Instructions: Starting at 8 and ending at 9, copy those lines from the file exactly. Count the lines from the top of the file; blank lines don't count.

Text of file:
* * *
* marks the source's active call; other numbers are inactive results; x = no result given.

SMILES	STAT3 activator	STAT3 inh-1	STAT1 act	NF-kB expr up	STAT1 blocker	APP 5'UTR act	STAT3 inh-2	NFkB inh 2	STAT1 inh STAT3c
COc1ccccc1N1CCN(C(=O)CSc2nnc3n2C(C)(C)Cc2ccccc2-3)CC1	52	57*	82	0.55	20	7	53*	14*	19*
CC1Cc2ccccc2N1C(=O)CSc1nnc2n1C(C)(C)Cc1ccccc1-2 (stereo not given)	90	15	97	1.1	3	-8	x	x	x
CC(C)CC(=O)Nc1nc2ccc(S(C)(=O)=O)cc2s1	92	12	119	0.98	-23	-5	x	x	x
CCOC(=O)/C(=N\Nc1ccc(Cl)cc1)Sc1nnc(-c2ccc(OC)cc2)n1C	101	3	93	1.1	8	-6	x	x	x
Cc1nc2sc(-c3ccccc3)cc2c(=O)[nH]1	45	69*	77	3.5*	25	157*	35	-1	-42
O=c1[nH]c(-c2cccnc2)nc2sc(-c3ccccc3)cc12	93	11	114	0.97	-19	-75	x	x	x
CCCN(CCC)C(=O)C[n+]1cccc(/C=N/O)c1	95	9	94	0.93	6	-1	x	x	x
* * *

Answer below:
O=c1[nH]c(-c2cccnc2)nc2sc(-c3ccccc3)cc12	93	11	114	0.97	-19	-75	x	x	x
CCCN(CCC)C(=O)C[n+]1cccc(/C=N/O)c1	95	9	94	0.93	6	-1	x	x	x